February 8, 2016

Develop a Project with the CCDMD? Nursing and Physics Teachers Tell Their Stories

This text was initially published by Profweb under a CC BY-NC-ND 4.0 International licence, before Eductive was launched.

Since 1993, the Collegial Centre for Educational Materials Development (CCDMD) has accompanied college network teachers wishing to develop educational material projects (print-based or computer-based productions that are useful for teaching and learning). Each year, the CCDMD invites teachers to submit their projects.

To give you an idea of what developing a project with CCDMD entails, we are presenting 2 cases of teachers who have been through the process. It’s also an opportunity for our readership to learn more about 2 very interesting pieces of educational material!

Nursing Lexicon: English-French – A Project Developed by Suzanne Larochelle

At the beginning of her career as a nurse in the 1980s, Suzanne Larochelle, a Francophone, toiled to assimilate the vocabulary in the Anglophone hospital where she worked. For a long time, she had her dictionary in tow with her, but still found herself getting frustrated on a regular basis. Effectively, the vocabulary in the field of nursing is very rich in specialized terminology that you won’t find in an average dictionary. What’s worse, each hospital (or almost) has its own “dialect” in which terms can change from one hospital to another or from one region to another.

Later, when she began teaching at Heritage College in Gatineau, she witnessed her students confronted with the same situation, but in reverse. The students at this Anglophone college were being placed more and more frequently in French environments for their internships. Suzanne felt for them, and wanted to help them so that they might avoid having to go through what she had. It was then that she decided to create a bilingual lexicon.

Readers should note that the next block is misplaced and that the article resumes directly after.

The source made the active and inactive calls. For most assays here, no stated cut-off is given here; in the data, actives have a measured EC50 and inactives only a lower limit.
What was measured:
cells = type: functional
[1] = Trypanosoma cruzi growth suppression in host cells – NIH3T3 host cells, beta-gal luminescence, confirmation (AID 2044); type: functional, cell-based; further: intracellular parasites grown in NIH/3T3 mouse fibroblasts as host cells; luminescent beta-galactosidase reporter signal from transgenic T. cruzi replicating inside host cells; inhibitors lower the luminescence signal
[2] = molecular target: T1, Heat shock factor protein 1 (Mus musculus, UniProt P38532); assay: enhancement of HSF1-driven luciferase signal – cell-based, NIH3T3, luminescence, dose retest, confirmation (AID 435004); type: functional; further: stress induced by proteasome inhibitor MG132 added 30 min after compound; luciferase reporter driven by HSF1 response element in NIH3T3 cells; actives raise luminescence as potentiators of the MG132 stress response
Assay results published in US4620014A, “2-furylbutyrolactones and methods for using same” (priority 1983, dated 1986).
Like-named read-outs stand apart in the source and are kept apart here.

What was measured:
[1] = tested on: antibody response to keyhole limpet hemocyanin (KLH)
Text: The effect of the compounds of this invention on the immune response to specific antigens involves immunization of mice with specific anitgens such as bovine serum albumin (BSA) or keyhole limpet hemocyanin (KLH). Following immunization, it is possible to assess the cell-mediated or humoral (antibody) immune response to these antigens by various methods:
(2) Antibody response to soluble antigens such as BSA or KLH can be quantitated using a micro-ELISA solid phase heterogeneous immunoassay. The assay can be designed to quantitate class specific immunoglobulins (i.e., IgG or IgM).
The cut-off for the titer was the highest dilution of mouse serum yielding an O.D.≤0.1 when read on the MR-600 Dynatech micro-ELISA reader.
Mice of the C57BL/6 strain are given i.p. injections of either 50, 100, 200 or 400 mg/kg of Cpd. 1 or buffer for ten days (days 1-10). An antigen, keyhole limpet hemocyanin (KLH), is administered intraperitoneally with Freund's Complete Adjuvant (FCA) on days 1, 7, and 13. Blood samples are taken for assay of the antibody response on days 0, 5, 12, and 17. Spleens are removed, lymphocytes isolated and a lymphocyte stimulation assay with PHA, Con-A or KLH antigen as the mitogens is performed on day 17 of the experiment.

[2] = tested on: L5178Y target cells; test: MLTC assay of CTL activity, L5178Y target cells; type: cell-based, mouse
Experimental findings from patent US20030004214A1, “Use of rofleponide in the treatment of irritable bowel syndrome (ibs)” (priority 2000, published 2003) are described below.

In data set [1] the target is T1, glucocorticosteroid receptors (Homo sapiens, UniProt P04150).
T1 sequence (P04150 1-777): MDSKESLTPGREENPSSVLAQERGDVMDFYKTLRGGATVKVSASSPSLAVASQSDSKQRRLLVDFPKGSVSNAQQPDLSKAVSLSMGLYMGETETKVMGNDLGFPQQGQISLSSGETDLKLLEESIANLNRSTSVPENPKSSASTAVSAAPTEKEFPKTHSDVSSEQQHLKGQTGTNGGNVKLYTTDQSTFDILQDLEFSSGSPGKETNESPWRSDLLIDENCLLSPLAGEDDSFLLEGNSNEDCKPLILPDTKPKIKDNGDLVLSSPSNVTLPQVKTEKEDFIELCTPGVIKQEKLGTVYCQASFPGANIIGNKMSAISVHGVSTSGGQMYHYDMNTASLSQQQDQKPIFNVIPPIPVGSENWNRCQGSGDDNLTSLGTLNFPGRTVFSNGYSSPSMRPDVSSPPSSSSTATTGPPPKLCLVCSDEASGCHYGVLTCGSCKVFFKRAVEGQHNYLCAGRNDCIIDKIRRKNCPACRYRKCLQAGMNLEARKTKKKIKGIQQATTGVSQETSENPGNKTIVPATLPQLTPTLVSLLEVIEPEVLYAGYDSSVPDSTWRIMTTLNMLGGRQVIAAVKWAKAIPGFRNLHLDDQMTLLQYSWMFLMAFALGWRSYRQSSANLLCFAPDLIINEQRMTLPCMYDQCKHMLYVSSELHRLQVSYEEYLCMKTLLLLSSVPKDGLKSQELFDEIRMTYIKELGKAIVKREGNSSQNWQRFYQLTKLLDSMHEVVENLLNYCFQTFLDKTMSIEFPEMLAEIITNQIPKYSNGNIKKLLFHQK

For 2 years, she worked on her lexicon and had developed a substantial amount of material. Then, in 2009, one of her colleagues encouraged her to submit the project to the CCDMD, so that she might have the support she needed to have her book professionally edited. At the time, Suzanne’s work had been gaining recognition from her colleagues, both locally and at other English CEGEPs in Quebec, who were quite enthusiastic about her project. With letters of support in hand, and a very convincing sample of her work to present to the project adjudication committee, Suzanne didn’t have a very hard time getting her project accepted.

How would she sum up the work in one word? “Long!” says Suzanne. For close to 5 years, Suzanne watched her book take form, step by step. Difficult, for someone who is so busy to have to cultivate her patience before seeing the fruit of her efforts committed to paper!  However, Suzanne is full of praise for Nicholas Birks, the CCDMD project coordinator that accompanied her on the project. He provided lots of support, was both patient and reassuring and would always “tell it like it is.” He conducted excellent research, found the right contacts for the copy editing and verification of the translations. Suzanne admits from the outset that Nicholas’ editing work allowed her book to attain a standard for excellence that she would not have been able to manage had she done the project alone.

Finally, in October 2014, the Nursing Lexicon : English-French was launched!

Cover page for the Nursing Lexicon: English-French

Suzanne found her experience very enriching. It was difficult for her to find some room in her already packed Nurse/Teacher/Masters student schedule. Nevertheless, she doesn’t hesitate even for one second to say that it was all worth it. She particularly appreciated the continual support that the CCDMD provided to her. She liked the feeling that she was being taken care of, while also knowing that her project was in good hands.

Today, Suzanne still derives a great deal of satisfaction when she picks up her book and leafs through it, admiring its professional treatment. What’s more, she knows that it has been useful for hundreds of students across Québec!

A sample of a page from the Lexicon

A Physics Website of Life-like Activities for College Students – A Project Augmented by Olivier Tardif-Paradis, Mathieu Riopel and Alexandre April